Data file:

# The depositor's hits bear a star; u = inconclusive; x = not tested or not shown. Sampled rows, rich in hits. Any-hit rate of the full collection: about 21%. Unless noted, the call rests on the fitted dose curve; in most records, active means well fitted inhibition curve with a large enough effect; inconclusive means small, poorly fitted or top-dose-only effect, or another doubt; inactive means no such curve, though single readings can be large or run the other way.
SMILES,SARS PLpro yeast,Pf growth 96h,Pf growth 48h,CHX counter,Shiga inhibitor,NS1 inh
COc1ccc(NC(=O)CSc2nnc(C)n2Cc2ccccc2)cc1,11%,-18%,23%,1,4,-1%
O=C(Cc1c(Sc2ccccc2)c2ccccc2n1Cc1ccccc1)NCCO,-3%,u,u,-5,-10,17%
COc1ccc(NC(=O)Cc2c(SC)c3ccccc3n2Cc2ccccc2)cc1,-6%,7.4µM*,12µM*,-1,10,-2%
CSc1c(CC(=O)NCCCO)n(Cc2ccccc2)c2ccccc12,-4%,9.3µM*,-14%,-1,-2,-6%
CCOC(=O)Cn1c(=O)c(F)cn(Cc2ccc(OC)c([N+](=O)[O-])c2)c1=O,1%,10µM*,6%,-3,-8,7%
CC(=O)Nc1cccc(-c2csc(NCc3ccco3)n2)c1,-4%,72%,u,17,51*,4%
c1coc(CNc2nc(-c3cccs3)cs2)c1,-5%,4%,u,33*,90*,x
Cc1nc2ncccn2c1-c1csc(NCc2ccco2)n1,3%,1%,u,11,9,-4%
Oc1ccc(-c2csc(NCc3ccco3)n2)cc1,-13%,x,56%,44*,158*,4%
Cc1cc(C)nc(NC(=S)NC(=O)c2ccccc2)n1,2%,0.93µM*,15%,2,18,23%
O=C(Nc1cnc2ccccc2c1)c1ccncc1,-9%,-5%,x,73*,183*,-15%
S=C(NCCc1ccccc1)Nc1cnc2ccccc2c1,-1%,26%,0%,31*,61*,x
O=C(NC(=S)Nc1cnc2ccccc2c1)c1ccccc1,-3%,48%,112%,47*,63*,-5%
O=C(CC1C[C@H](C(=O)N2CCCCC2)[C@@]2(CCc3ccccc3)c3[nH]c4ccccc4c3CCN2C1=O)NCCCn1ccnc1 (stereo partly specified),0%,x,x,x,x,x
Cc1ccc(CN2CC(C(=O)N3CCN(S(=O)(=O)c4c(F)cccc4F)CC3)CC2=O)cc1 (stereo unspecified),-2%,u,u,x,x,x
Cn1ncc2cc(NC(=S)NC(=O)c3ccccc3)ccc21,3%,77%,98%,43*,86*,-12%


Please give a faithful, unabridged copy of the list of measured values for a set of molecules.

# The depositor's hits bear a star; u = inconclusive; x = not tested or not shown. Sampled rows, rich in hits. Any-hit rate of the full collection: about 21%. Unless noted, the call rests on the fitted dose curve; in most records, active means well fitted inhibition curve with a large enough effect; inconclusive means small, poorly fitted or top-dose-only effect, or another doubt; inactive means no such curve, though single readings can be large or run the other way.
SMILES,SARS PLpro yeast,Pf growth 96h,Pf growth 48h,CHX counter,Shiga inhibitor,NS1 inh
COc1ccc(NC(=O)CSc2nnc(C)n2Cc2ccccc2)cc1,11%,-18%,23%,1,4,-1%
O=C(Cc1c(Sc2ccccc2)c2ccccc2n1Cc1ccccc1)NCCO,-3%,u,u,-5,-10,17%
COc1ccc(NC(=O)Cc2c(SC)c3ccccc3n2Cc2ccccc2)cc1,-6%,7.4µM*,12µM*,-1,10,-2%
CSc1c(CC(=O)NCCCO)n(Cc2ccccc2)c2ccccc12,-4%,9.3µM*,-14%,-1,-2,-6%
CCOC(=O)Cn1c(=O)c(F)cn(Cc2ccc(OC)c([N+](=O)[O-])c2)c1=O,1%,10µM*,6%,-3,-8,7%
CC(=O)Nc1cccc(-c2csc(NCc3ccco3)n2)c1,-4%,72%,u,17,51*,4%
c1coc(CNc2nc(-c3cccs3)cs2)c1,-5%,4%,u,33*,90*,x
Cc1nc2ncccn2c1-c1csc(NCc2ccco2)n1,3%,1%,u,11,9,-4%
Oc1ccc(-c2csc(NCc3ccco3)n2)cc1,-13%,x,56%,44*,158*,4%
Cc1cc(C)nc(NC(=S)NC(=O)c2ccccc2)n1,2%,0.93µM*,15%,2,18,23%
O=C(Nc1cnc2ccccc2c1)c1ccncc1,-9%,-5%,x,73*,183*,-15%
S=C(NCCc1ccccc1)Nc1cnc2ccccc2c1,-1%,26%,0%,31*,61*,x
O=C(NC(=S)Nc1cnc2ccccc2c1)c1ccccc1,-3%,48%,112%,47*,63*,-5%
O=C(CC1C[C@H](C(=O)N2CCCCC2)[C@@]2(CCc3ccccc3)c3[nH]c4ccccc4c3CCN2C1=O)NCCCn1ccnc1 (stereo partly specified),0%,x,x,x,x,x
Cc1ccc(CN2CC(C(=O)N3CCN(S(=O)(=O)c4c(F)cccc4F)CC3)CC2=O)cc1 (stereo unspecified),-2%,u,u,x,x,x
Cn1ncc2cc(NC(=S)NC(=O)c3ccccc3)ccc21,3%,77%,98%,43*,86*,-12%